Jesus said, “If I told you earthly things and you do not believe, how will you believe if I tell you heavenly things?” (John 3:12)

This statement comes up in Jesus’ conversation with a Jewish religious leader named Nicodemus. He is explaining to Nicodemus that he needs a change in soul to genuinely experience life–he needs to be “born again.” Nicodemus is struggling to make sense of what Jesus is saying, questioning Jesus’ statements. Jesus uses a very natural illustration to make his point, and Nicodemus still seems resistant. And this prompts Jesus’ remark.

What point is Jesus making?

If we don’t take Jesus at his word, we will find it difficult to believe him, to trust him, to rely on him.

Jesus said, “How can you believe, when you receive glory from one another and you do not seek the glory that is from the one and only God?” (John 5:44)

Jesus makes this remark in the midst of a dialogue with some religious leaders. They are struggling with making sense of Jesus and his ministry. He seems to be at odds with how they would want things done. He doesn’t seem to be willing to play according to their rules. They are unwilling to entrust themselves to him and to his words. And this prompts Jesus’ remark.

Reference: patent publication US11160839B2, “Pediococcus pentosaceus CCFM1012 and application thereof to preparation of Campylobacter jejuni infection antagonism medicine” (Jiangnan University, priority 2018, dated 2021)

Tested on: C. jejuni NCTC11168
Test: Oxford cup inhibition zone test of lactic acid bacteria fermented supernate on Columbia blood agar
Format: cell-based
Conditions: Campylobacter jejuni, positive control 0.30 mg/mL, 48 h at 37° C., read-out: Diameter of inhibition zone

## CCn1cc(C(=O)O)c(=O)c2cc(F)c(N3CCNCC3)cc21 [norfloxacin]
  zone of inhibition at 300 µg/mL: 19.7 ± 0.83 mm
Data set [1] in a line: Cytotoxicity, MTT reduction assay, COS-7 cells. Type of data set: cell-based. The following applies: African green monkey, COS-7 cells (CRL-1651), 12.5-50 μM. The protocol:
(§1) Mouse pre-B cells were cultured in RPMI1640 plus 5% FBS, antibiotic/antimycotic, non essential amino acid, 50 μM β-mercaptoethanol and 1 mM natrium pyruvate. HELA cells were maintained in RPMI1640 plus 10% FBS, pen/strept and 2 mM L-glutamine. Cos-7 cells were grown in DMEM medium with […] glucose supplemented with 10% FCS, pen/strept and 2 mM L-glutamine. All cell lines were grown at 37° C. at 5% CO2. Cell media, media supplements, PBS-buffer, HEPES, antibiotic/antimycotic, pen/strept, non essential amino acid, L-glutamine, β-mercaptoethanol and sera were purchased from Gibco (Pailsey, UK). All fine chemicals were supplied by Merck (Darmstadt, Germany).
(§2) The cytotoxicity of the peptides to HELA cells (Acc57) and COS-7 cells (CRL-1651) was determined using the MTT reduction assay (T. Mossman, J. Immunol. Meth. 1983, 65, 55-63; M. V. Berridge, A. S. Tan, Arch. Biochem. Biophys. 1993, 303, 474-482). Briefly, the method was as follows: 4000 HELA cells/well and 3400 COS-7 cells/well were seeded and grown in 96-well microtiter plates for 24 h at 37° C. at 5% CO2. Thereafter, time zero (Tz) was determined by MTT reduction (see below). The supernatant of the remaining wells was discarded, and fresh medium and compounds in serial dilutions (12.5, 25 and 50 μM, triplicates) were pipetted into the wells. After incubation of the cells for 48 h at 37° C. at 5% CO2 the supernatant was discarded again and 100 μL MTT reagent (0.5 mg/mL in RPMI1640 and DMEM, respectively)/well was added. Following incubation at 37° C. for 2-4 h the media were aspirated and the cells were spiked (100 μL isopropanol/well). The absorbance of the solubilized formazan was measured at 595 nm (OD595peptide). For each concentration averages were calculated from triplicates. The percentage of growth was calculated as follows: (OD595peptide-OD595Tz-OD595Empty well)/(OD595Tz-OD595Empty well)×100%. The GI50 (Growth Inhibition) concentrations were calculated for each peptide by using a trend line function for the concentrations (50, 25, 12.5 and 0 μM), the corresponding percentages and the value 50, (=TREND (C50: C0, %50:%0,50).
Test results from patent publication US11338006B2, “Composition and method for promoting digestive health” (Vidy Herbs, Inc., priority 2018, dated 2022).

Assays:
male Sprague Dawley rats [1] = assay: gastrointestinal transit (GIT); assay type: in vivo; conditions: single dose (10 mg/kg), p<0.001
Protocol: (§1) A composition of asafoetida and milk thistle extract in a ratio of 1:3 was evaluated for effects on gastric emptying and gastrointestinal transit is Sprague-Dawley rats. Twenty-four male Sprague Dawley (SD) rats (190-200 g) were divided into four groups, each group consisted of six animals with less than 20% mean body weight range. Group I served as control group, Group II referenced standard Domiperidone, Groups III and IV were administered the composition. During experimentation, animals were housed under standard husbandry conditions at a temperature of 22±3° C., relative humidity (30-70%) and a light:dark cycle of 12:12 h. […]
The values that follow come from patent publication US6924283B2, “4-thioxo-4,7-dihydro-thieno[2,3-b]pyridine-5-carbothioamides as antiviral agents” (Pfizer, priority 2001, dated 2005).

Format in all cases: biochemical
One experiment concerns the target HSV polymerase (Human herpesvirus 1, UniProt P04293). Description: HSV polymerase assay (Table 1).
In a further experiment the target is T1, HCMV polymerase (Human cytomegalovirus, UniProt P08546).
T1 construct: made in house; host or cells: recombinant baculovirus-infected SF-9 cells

What point is Jesus making?

If we care more about what others think of us (longing for the “glory” they can bestow on us) than God’s glory, we will find it difficult to believe Jesus, to trust him, to rely on him.

Jesus said, “But if you do not believe [Moses’] writings, how will you believe My words?” (John 5:47)

This comment comes in the same conversation Jesus was having with the religious leaders as the previous remark. These religious leaders are resisting Jesus’ instruction, reluctant to entrust themselves to Jesus, and have no real interest in trusting Jesus. They wanted to hold themselves up as students of the Scripture, but they weren’t even willing to rely on those writings for the kind of spiritual direction they needed. And this prompts Jesus’ remark.

What point is Jesus making?